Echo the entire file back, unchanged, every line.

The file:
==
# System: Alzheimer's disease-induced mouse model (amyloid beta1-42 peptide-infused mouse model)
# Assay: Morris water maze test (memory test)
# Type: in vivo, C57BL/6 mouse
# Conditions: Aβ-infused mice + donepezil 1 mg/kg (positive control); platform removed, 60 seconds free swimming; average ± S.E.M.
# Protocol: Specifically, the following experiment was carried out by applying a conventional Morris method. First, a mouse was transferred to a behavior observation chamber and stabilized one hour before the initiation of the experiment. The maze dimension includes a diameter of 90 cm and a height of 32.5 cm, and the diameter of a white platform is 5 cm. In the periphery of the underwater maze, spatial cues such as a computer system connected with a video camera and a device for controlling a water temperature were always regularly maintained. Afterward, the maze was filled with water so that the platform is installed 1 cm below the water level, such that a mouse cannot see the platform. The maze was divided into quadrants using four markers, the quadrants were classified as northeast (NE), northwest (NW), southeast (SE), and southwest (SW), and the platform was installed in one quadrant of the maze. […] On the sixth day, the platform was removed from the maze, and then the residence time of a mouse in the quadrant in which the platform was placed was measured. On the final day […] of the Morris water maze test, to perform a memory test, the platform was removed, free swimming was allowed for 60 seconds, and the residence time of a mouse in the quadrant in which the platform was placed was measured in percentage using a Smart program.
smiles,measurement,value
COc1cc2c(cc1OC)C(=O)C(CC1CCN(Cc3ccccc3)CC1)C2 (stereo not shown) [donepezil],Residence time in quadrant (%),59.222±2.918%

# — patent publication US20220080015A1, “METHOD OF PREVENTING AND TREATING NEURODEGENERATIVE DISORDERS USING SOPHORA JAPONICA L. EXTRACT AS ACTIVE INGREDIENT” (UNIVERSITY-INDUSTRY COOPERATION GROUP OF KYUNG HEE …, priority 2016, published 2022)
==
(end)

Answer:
# System: Alzheimer's disease-induced mouse model (amyloid beta1-42 peptide-infused mouse model)
# Assay: Morris water maze test (memory test)
# Type: in vivo, C57BL/6 mouse
# Conditions: Aβ-infused mice + donepezil 1 mg/kg (positive control); platform removed, 60 seconds free swimming; average ± S.E.M.
# Protocol: Specifically, the following experiment was carried out by applying a conventional Morris method. First, a mouse was transferred to a behavior observation chamber and stabilized one hour before the initiation of the experiment. The maze dimension includes a diameter of 90 cm and a height of 32.5 cm, and the diameter of a white platform is 5 cm. In the periphery of the underwater maze, spatial cues such as a computer system connected with a video camera and a device for controlling a water temperature were always regularly maintained. Afterward, the maze was filled with water so that the platform is installed 1 cm below the water level, such that a mouse cannot see the platform. The maze was divided into quadrants using four markers, the quadrants were classified as northeast (NE), northwest (NW), southeast (SE), and southwest (SW), and the platform was installed in one quadrant of the maze. […] On the sixth day, the platform was removed from the maze, and then the residence time of a mouse in the quadrant in which the platform was placed was measured. On the final day […] of the Morris water maze test, to perform a memory test, the platform was removed, free swimming was allowed for 60 seconds, and the residence time of a mouse in the quadrant in which the platform was placed was measured in percentage using a Smart program.
smiles,measurement,value
COc1cc2c(cc1OC)C(=O)C(CC1CCN(Cc3ccccc3)CC1)C2 (stereo not shown) [donepezil],Residence time in quadrant (%),59.222±2.918%

# — patent publication US20220080015A1, “METHOD OF PREVENTING AND TREATING NEURODEGENERATIVE DISORDERS USING SOPHORA JAPONICA L. EXTRACT AS ACTIVE INGREDIENT” (UNIVERSITY-INDUSTRY COOPERATION GROUP OF KYUNG HEE …, priority 2016, published 2022)